# Thread: Uniformly Distributed Random variables

1. ## Uniformly Distributed Random variables

Hey guys, another one of these crazy probability questions...

Let X and Y be independent, each uniformly distributed on {1, 2, ... , n}.

Find P(X + Y = k) for 2 <= k <= 2n.

This is the last of a series of problems, all of the previous ones which were easily solved by drawing up a grid of possible choices. Is there a way to figure this out WITH OUT a grid?

A gentle shove in the right direction would be helpful! Thanks!

2. Hello,
Originally Posted by Dfowj
Hey guys, another one of these crazy probability questions...

Let X and Y be independent, each uniformly distributed on {1, 2, ... , n}.

Find P(X + Y = k) for 2 <= k <= 2n.

This is the last of a series of problems, all of the previous ones which were easily solved by drawing up a grid of possible choices. Is there a way to figure this out WITH OUT a grid?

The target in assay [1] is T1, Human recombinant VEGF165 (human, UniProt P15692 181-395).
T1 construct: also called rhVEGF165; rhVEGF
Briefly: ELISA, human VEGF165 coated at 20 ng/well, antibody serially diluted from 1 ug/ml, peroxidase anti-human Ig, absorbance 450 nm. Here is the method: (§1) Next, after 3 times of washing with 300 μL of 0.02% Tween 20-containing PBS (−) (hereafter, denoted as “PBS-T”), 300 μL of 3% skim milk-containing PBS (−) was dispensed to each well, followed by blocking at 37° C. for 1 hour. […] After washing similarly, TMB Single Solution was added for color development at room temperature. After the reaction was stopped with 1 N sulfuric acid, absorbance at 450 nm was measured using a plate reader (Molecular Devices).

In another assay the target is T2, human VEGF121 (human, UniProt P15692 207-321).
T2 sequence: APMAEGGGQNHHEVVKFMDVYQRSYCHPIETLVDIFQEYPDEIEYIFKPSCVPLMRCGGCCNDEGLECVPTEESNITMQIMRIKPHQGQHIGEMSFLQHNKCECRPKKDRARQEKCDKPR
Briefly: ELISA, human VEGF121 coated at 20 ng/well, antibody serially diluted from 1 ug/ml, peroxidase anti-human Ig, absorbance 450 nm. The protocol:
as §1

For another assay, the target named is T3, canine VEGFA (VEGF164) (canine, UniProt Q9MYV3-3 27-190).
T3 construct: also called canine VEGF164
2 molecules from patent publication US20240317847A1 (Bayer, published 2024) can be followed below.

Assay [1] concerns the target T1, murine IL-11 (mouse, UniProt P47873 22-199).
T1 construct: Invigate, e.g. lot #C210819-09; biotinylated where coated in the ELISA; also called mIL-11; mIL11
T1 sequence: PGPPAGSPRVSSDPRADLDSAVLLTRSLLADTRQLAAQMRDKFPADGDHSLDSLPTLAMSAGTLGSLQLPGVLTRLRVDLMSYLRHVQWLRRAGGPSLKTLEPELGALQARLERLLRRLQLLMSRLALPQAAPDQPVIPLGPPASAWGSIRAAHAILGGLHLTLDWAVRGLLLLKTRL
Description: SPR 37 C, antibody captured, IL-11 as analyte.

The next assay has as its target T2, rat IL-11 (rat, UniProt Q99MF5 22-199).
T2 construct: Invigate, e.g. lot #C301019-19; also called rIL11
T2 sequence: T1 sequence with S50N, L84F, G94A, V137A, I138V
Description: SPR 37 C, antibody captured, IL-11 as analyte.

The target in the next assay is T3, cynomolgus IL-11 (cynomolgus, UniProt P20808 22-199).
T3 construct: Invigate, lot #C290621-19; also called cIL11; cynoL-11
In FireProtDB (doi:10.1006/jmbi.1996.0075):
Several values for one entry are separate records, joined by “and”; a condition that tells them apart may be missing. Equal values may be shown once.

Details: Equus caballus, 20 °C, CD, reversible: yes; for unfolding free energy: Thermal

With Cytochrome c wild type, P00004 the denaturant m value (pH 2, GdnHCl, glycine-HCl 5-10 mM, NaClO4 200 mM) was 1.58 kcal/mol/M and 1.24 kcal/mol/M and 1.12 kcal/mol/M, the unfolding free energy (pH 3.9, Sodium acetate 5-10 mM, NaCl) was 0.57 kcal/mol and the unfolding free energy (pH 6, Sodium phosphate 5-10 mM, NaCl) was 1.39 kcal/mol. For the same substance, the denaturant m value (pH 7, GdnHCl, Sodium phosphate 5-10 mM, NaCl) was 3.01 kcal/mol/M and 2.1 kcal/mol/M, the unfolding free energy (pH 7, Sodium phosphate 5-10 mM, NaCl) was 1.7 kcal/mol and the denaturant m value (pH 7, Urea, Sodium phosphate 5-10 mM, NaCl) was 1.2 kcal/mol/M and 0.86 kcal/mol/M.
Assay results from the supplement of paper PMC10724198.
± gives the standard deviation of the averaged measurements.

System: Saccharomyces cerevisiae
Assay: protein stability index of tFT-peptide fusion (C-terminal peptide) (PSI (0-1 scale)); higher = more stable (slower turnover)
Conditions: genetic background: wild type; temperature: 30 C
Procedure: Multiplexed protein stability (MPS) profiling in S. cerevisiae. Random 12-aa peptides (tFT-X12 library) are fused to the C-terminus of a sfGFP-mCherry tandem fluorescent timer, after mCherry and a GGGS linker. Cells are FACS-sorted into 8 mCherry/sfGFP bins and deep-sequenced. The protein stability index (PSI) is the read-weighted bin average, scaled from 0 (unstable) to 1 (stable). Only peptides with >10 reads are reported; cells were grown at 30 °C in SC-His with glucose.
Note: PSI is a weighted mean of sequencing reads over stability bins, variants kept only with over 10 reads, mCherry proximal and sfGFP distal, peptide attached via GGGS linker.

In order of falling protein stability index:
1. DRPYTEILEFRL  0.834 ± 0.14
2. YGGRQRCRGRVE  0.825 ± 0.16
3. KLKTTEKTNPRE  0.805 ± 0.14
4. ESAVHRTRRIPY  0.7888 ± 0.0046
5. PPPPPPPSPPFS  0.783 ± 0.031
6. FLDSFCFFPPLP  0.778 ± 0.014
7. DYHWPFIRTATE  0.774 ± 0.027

A gentle shove in the right direction would be helpful! Thanks!
think of it as events.

Let's consider the possible values for Y, in the event {X+Y=k}
Y can take any value between {1,2,...,n}

So you can divide the probability space into events :
$\displaystyle \{X+Y=k\} = \bigcup_{j=1}^n \{X+Y=k ~ and ~ Y=j\}$

So this gives $\displaystyle \mathbb{P}(X+Y=k)=\sum_{j=1}^n \mathbb{P}(X+Y=k ~,~ Y=j)$, since the events are disjoint (Y cannot take two values at a same time)

---> $\displaystyle \mathbb{P}(X+Y=k)=\sum_{j=1}^n \mathbb{P}(X+j=k ~,~ Y=j)=\sum_{j=1}^n \mathbb{P}(X=k-j ~,~ Y=j)$

$\displaystyle =\sum_{j=1}^n \mathbb{P}(X=k-j)\mathbb{P}(Y=j)$ because X and Y are independent.

Does it look clear to you ?